Every monday night my team and I have a sales meeting. We role-play sales situations, discuss sales strategy, and study product knowledge. Last night we were role playing how to set an appointment over the phone with someone who isn’t familiar with our company.
It was interesting to watch as some of my very talented team members got caught up at various points in the script we use to set appointments. The thing that dawned on me is that they would get flustered because they didn’t have the script internalized. They don’t know it to the point of not having to think about it.
The best truths in life are often very simple. If you don’t develop, implement, and continually USE a personal script, you will be at a loss for words all the time. Buyers will shut you down because they perceive low value.
Scripts have a pretty bad rap…but most people are missing the real point.
We like to say, “He sounded too scripted” as a knock against someone’s style and delivery.
I would agree 100% that sounding scripted is super low value and unattractive…but that’s where the disconnect lies.
Sounding scripted — Bad
Having a solid script — Good
When you first drove a car, were you an immediate expert at working the brake pedal? If you’re like me, you were horrible with the brakes. I remember the abrupt forward jerks of the car and pressure of my chest against the seat belt as I braked too hard and too fast the first few days.
I also remember the very end of my driver’s training when I had attained some level of skill with it. I drove my instructor to pick up another student for her first driving lesson. She got in the driver’s seat and her job was to drive me back to my house. I remember how bad she was with the brakes, and I was amazed at how quickly I had learned to accommodate for the sensitivity of the pedal.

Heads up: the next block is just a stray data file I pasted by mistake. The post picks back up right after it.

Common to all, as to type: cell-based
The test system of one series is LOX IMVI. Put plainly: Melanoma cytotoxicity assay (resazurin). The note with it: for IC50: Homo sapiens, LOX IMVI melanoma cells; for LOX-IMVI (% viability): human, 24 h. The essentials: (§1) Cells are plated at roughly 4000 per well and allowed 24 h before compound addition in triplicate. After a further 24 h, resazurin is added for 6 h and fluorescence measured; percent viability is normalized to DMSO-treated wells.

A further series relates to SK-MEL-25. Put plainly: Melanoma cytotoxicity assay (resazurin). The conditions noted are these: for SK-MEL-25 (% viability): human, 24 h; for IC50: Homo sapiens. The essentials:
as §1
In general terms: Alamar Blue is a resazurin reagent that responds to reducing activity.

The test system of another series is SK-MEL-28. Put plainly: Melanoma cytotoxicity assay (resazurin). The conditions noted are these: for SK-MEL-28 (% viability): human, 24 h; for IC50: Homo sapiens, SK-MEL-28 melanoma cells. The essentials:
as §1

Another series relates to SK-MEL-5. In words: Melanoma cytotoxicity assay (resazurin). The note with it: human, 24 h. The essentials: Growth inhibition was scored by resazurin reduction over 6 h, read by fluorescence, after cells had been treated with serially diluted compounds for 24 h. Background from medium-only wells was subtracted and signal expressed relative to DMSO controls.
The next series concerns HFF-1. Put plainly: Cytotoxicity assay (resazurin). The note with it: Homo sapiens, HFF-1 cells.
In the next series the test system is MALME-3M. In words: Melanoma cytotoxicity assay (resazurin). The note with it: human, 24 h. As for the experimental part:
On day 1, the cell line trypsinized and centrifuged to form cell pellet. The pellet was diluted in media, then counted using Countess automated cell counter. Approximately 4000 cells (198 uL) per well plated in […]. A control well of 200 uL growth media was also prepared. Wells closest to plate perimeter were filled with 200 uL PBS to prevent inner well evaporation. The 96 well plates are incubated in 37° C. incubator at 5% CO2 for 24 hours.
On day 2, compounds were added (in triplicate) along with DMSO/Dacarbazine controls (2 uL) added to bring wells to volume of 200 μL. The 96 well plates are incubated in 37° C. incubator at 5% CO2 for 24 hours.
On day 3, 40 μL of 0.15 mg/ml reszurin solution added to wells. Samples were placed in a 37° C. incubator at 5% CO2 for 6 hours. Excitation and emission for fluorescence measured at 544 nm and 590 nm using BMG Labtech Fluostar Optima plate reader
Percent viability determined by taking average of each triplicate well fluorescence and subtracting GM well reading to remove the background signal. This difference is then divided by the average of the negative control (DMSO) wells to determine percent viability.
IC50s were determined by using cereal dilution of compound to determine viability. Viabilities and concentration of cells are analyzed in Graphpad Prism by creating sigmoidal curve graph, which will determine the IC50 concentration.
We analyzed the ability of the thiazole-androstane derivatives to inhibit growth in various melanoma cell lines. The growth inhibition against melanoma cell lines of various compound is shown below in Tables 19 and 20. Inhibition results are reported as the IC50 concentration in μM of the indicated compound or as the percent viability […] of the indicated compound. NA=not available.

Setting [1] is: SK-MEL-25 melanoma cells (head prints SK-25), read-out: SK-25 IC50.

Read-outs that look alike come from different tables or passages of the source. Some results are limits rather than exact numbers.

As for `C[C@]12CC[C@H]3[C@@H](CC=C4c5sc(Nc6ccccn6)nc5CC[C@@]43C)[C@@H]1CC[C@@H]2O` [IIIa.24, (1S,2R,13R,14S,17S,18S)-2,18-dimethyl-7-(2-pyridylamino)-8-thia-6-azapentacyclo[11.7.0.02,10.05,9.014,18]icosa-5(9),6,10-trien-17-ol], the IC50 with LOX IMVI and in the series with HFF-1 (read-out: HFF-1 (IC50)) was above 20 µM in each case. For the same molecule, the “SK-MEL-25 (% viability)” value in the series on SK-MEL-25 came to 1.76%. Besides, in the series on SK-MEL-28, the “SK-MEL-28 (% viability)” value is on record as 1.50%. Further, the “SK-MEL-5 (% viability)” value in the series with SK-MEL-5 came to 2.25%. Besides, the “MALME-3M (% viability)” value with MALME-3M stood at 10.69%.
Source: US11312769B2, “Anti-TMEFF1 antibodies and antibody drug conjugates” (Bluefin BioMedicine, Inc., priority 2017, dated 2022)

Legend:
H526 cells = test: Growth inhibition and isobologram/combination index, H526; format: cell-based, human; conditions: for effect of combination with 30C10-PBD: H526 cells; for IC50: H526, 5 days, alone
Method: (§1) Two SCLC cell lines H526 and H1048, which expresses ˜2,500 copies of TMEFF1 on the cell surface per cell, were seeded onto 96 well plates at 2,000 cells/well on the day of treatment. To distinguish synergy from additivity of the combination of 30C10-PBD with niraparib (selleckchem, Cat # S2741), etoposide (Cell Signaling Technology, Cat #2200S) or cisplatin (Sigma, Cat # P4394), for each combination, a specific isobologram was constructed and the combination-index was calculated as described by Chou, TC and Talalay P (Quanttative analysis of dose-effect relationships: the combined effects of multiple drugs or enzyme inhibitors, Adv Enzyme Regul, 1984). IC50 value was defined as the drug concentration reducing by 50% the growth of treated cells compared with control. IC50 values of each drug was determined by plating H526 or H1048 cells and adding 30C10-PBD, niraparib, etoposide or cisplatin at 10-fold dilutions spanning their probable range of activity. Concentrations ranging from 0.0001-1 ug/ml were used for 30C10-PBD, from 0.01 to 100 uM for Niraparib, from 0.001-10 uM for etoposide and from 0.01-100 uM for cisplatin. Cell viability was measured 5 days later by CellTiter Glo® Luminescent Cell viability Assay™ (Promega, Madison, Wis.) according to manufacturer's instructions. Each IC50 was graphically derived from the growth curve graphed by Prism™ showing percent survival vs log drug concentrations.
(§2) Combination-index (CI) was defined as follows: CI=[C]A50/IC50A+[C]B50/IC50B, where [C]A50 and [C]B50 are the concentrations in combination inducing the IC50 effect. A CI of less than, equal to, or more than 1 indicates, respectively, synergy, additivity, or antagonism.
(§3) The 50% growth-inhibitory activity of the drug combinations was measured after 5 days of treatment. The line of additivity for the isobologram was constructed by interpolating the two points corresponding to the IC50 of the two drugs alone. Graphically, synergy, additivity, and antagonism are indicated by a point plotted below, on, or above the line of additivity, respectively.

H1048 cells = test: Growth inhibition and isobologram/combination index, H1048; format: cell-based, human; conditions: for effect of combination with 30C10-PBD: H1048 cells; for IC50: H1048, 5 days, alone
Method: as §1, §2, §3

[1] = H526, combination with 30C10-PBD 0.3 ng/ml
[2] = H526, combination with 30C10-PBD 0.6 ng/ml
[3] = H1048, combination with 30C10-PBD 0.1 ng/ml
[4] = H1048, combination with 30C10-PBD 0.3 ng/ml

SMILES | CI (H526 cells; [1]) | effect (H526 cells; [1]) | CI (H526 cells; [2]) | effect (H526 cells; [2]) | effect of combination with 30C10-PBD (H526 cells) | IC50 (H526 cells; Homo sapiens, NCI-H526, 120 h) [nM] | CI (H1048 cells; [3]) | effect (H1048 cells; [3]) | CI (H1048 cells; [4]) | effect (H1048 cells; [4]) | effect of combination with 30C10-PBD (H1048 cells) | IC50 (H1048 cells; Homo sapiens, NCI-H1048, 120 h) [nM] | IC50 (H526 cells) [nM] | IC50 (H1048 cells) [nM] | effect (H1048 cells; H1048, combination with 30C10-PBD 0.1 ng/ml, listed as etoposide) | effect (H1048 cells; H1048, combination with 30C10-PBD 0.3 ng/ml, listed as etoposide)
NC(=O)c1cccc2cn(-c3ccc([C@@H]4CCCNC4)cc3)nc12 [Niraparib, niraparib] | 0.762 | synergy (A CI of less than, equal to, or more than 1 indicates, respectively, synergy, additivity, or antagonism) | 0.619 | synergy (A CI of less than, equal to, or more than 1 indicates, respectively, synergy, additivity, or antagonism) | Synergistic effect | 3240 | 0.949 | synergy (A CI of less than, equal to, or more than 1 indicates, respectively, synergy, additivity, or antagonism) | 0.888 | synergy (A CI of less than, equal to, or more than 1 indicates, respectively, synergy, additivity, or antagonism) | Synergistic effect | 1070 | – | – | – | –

I’ll bet you don’t even appreciate how skilled you are with a brake pedal now. You are capable of the most minuscule movement of your calf and ankle muscles to bring your 4000lb vehicle to a comfortable, smooth stop.
Scripting is the same. If you refuse to practice, it will always feel awkward. You won’t know what to say, and you carry much less confidence. You can’t even listen effectively because you’re struggling with what comes next. If you’ve practiced a little bit, it’s basically just as bad. Now you have something to think about and distract you from just being you. Your inexperience will plainly show.
Here’s the thing though. You’re already using a script right now. You have a general approach you like to use, probably developed from your experience and advice you may have received from others. It’s a loose script, but its still a script. It’s your script.
If it’s working for you…great, but if you find yourself falling prey to any of the following:
Frequently at a loss for words.
Easily stopped in your tracks by simple objections.
You have a tendency to ramble.
I will wager it’s because you’ve never sat down and written out exactly what you should say. What is the list of questions you should ask to lead the conversation to your desired end result?
What would happen if you had developed and distilled the IDEAL dialogue for arranging an appointment, conducting a first meeting with a customer, closing for an agreement to work together. What if you practiced saying the same things all day every day? What if you tweaked it over time to get better and better?
What if you knew exactly what to say?
You wouldn’t sound scripted at all. You’d probably sound like a confident professional that knows what they’re doing.
…and ironically, its because you’ve internalized a script.
If you’re still wondering why the Michael Bay picture is up there, watch this.